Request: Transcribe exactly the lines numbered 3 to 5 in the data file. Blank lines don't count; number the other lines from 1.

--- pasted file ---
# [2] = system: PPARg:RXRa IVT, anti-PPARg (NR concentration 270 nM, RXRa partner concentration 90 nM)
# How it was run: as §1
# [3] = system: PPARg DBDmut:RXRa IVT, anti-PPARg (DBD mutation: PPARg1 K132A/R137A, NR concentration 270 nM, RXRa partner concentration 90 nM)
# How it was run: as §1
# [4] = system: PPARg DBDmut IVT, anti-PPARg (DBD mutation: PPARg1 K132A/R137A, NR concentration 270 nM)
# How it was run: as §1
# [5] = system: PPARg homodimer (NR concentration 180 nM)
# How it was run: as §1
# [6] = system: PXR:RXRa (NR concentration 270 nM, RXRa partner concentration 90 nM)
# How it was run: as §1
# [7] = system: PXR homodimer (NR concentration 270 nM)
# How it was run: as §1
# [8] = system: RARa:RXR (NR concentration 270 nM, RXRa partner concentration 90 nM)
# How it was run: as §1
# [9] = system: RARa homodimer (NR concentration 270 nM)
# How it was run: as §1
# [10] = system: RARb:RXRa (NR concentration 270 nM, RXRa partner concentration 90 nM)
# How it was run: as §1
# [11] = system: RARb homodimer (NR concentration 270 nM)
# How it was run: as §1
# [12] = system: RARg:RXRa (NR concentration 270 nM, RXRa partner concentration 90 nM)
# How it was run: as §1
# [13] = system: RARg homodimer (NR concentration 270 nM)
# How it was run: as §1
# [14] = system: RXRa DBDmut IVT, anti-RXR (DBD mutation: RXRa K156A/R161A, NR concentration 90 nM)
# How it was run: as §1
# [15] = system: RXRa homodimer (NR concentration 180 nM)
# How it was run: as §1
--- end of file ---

# [3] = system: PPARg DBDmut:RXRa IVT, anti-PPARg (DBD mutation: PPARg1 K132A/R137A, NR concentration 270 nM, RXRa partner concentration 90 nM)
# How it was run: as §1
# [4] = system: PPARg DBDmut IVT, anti-PPARg (DBD mutation: PPARg1 K132A/R137A, NR concentration 270 nM)